Because this is where your entry signal is given, and your stops decided, based on the price movement of the entry time frame.
Trading Mistake #7 — Finding excuses to place a trade because you’re bored
If you want to be consistently profitable, you need to have a consistent set of actions.
You can accomplish this by having a trading plan.
A trading plan is critical to your success as it gives you clear rules on how to engage the markets.
From the entry, position sizing and exits, your trading plan must cover them all.
However when you’re placing trades that is outside of your trading plan, then you’re finding an excuse to place a trade.
Here’s an example:
I am a trend follower and only trade when the markets are trending.
If I were to trade just because the price is at resistance and stochastic is overbought, I’m finding an excuse to place a trade.
1. Your trading becomes a mess and you’ll not know which are the profitable trading setups you should focus on.
2. It may lead to overtrading. When you’re over trading, you become emotional and lose objectivity of the markets.
If you read How I Lost 50% Of My Capital Before Turning Into A Profitable Trader, you’d realize that I used to find excuses to place a trade.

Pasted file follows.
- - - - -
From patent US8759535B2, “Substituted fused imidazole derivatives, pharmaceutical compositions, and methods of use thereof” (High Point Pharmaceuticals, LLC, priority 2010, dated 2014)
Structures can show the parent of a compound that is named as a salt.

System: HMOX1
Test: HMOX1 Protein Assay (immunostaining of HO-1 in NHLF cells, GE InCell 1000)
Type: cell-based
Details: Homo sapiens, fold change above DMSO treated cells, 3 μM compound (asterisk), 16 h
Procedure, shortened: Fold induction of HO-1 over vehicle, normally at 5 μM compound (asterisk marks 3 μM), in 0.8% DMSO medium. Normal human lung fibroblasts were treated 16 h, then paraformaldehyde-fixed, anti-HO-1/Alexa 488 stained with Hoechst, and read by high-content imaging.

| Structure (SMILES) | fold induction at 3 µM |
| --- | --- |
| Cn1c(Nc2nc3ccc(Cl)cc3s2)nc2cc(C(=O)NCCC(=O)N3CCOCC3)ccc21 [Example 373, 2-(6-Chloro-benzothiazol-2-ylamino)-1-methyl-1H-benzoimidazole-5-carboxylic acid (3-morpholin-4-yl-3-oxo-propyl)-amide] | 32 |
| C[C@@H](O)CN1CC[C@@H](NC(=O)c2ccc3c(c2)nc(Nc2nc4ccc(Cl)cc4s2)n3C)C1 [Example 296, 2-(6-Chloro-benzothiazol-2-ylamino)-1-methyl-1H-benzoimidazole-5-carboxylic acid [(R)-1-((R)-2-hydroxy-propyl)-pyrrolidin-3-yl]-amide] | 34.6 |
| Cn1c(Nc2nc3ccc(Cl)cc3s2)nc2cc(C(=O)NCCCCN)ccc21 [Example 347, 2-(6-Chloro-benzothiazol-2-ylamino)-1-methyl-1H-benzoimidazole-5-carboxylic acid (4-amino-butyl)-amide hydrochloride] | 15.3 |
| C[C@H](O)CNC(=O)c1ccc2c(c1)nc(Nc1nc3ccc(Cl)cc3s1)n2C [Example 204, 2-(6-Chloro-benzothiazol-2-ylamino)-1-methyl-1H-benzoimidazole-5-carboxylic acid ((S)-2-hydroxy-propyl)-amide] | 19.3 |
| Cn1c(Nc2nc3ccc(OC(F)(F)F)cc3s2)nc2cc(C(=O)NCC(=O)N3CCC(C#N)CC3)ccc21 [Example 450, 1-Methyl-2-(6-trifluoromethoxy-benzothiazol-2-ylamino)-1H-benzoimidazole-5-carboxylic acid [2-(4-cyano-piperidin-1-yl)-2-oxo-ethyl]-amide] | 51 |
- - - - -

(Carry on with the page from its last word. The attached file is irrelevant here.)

I was trading price action, harmonic patterns and trend following setups.
What I got in return was confusion, emotional drain, and consistent losses.
Want to know a secret?
The day I focused on one trading approach was the day I felt liberated.
I highly encourage you to find what is working and stick to it.
Do not find excuses to place more trades, as it will do you more harm than good.
Trading Mistake #8 — Blaming yourself over a good trade when you should pat yourself on the back
A good trade isn’t necessarily a winning trade.
A good trade is a trade which you followed your trading plan, regardless of whether you win or lose.
Trading is about placing good trades after next for your edge to play out.
You entered a trade and it starts going in your favor immediately.
Then you trailed your stops according to your trading plan. You start feeling good about it, after all, you have some money in the bank!
Slowly you notice price starts reversing towards your entry and your trailing stop is hit.
When you thought the emotional roller coaster is over, the price starts going back in your favor and your world crumble.
This is when the little voice in your head starts saying “ahh how stupid I am, if I’m more patient, I could have made another 300 pips!”
It is not possible to consistently predict where the markets will go.
Likewise, it is not possible to consistently exit the market at the exact highs or lows. So do not blame yourself when you have done a good trade, only to watch it go further in your favor.
Summary of what you’ve learned
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Trading is like any competitive sport.
It is the little habits of a champion that defines the champion.
Likewise in trading, it is the little habits added together that separates the winners from the losers.
If you have plenty of trading mistakes, start to work on it one by one, it will pay off dividends in the long run.
After all, Rome wasn’t built in a day and successful traders are not born overnight.
So, which trading mistakes do you find yourself doing?